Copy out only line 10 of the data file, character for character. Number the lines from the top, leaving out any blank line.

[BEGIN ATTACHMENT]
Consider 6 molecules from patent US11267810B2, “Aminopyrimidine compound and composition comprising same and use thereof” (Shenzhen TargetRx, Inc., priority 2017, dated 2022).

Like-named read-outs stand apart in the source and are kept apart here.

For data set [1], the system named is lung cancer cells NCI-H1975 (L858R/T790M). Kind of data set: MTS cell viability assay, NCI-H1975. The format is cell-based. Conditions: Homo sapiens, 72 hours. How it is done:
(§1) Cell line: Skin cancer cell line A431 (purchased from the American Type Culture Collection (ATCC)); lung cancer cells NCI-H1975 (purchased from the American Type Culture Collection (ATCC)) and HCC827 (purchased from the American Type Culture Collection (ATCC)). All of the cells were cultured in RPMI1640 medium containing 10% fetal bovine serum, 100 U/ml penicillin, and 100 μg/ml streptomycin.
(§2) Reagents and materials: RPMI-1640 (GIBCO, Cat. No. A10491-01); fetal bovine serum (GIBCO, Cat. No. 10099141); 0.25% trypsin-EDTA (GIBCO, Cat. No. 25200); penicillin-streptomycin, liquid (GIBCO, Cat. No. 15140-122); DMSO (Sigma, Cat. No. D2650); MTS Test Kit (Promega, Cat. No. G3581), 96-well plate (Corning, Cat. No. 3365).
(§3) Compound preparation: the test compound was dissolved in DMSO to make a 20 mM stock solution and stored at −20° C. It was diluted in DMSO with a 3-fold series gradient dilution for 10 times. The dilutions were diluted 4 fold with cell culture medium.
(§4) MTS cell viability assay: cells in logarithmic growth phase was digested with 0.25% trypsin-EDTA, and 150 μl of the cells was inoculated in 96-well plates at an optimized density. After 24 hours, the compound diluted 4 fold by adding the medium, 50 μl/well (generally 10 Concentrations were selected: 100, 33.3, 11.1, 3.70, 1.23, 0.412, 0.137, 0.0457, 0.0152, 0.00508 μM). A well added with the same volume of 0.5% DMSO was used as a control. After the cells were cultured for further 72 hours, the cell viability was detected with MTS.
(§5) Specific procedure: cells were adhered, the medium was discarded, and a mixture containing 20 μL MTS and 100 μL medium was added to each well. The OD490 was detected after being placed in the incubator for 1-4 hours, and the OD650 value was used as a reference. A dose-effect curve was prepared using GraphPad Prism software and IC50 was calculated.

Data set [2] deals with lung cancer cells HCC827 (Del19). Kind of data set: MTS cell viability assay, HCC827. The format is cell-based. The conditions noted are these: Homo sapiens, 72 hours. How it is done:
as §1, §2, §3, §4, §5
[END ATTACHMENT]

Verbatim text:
as §1, §2, §3, §4, §5